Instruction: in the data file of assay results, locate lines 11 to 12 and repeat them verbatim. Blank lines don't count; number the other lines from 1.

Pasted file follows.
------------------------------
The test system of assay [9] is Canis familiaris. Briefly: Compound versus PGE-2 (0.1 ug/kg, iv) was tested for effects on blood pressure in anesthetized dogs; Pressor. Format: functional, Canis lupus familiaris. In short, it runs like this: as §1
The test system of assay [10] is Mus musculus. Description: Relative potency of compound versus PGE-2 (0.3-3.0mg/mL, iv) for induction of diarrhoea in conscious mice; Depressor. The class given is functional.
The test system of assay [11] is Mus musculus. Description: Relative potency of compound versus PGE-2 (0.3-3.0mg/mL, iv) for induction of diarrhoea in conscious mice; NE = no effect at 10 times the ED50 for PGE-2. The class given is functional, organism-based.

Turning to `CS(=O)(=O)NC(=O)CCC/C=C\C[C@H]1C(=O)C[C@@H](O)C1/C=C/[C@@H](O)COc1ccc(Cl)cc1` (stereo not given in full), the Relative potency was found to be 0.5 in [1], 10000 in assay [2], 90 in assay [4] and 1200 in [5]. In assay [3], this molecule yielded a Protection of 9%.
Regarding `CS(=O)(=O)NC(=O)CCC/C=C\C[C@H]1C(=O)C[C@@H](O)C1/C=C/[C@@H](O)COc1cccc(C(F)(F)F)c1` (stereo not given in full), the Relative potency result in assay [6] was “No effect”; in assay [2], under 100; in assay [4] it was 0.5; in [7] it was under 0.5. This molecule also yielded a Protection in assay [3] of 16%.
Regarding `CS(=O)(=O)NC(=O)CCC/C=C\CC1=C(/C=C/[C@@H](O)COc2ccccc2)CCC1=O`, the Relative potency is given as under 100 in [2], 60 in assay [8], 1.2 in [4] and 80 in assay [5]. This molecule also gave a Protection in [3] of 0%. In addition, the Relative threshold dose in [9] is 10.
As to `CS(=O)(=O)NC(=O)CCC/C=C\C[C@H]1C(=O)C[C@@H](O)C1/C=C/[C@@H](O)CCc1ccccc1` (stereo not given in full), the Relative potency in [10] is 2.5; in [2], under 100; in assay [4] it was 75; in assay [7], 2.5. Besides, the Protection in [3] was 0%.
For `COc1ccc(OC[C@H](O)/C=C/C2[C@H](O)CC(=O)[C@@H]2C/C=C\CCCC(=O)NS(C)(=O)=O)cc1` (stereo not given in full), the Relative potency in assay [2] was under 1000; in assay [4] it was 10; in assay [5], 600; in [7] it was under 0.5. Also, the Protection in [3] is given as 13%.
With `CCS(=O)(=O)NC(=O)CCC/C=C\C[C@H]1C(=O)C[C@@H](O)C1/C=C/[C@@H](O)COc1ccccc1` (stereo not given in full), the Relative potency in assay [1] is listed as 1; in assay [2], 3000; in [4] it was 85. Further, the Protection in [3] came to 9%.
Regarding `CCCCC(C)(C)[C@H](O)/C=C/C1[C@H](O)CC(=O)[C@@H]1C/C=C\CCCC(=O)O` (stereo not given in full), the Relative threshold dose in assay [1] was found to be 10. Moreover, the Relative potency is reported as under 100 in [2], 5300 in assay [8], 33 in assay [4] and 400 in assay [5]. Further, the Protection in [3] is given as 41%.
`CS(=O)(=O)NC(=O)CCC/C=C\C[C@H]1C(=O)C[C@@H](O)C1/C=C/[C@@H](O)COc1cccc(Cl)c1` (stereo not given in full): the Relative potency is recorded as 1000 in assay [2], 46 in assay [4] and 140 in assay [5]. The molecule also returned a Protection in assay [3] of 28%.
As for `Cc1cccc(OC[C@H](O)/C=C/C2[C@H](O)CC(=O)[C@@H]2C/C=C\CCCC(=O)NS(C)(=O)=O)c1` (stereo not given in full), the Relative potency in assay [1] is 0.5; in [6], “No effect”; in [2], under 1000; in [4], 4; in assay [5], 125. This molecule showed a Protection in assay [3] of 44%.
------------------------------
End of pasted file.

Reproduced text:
`CS(=O)(=O)NC(=O)CCC/C=C\C[C@H]1C(=O)C[C@@H](O)C1/C=C/[C@@H](O)COc1cccc(Cl)c1` (stereo not given in full): the Relative potency is recorded as 1000 in assay [2], 46 in assay [4] and 140 in assay [5]. The molecule also returned a Protection in assay [3] of 28%.
As for `Cc1cccc(OC[C@H](O)/C=C/C2[C@H](O)CC(=O)[C@@H]2C/C=C\CCCC(=O)NS(C)(=O)=O)c1` (stereo not given in full), the Relative potency in assay [1] is 0.5; in [6], “No effect”; in [2], under 1000; in [4], 4; in assay [5], 125. This molecule showed a Protection in assay [3] of 44%.